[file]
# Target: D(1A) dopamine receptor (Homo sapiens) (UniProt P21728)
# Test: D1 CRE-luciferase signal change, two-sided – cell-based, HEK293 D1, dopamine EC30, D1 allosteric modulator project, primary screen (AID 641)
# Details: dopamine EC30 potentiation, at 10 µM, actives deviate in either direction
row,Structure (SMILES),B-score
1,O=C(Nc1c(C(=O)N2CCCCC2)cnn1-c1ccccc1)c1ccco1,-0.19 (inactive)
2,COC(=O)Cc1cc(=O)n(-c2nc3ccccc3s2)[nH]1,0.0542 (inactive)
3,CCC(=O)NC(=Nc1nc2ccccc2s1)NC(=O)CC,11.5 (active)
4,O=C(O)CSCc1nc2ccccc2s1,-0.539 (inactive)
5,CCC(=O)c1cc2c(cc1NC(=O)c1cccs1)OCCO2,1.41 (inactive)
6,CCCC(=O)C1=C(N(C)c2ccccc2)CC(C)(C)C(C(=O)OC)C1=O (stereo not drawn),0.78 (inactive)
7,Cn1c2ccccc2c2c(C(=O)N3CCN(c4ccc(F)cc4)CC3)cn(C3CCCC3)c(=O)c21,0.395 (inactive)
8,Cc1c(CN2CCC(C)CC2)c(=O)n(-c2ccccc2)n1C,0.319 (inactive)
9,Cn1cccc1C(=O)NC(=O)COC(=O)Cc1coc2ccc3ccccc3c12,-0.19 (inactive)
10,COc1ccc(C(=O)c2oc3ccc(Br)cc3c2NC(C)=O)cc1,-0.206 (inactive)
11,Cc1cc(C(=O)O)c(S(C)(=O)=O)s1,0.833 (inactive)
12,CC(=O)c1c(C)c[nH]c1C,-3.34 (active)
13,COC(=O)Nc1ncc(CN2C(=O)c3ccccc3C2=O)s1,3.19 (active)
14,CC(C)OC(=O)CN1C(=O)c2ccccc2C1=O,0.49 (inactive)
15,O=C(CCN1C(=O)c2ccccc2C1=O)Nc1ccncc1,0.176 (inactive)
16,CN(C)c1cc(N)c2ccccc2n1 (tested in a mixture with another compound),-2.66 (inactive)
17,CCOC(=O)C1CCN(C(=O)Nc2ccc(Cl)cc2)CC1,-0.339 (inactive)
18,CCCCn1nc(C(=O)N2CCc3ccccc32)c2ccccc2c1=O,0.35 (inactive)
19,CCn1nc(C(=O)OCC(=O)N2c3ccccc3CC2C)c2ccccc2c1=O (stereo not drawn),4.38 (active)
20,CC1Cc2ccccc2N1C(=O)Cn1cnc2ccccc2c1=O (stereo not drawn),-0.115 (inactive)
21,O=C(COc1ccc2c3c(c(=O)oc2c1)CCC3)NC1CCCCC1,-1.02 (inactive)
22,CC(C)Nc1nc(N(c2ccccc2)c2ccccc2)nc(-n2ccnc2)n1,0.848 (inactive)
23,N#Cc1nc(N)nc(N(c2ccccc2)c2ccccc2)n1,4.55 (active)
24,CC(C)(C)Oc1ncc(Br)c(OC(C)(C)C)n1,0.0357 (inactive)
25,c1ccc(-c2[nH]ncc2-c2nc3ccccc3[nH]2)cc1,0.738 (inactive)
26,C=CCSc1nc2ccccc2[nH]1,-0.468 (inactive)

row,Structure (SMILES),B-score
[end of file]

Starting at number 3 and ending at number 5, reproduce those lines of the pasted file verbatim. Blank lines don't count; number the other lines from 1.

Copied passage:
# Details: dopamine EC30 potentiation, at 10 µM, actives deviate in either direction
row,Structure (SMILES),B-score
1,O=C(Nc1c(C(=O)N2CCCCC2)cnn1-c1ccccc1)c1ccco1,-0.19 (inactive)